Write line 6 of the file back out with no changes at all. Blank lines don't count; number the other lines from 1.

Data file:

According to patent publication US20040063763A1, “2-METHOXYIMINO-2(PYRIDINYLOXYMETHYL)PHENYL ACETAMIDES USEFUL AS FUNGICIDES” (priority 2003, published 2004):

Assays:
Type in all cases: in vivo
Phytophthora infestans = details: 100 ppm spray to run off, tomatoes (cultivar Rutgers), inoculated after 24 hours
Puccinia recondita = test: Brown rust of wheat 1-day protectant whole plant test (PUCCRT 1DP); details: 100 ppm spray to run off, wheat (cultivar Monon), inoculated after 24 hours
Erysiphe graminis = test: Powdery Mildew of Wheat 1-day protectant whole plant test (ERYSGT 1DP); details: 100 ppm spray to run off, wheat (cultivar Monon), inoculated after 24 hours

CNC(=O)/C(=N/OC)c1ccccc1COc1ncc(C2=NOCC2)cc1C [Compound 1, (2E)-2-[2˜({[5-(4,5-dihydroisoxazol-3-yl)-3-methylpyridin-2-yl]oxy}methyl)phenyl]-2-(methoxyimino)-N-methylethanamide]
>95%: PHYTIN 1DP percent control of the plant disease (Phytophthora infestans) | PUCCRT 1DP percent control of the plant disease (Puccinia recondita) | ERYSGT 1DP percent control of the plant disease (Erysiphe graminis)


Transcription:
Erysiphe graminis = test: Powdery Mildew of Wheat 1-day protectant whole plant test (ERYSGT 1DP); details: 100 ppm spray to run off, wheat (cultivar Monon), inoculated after 24 hours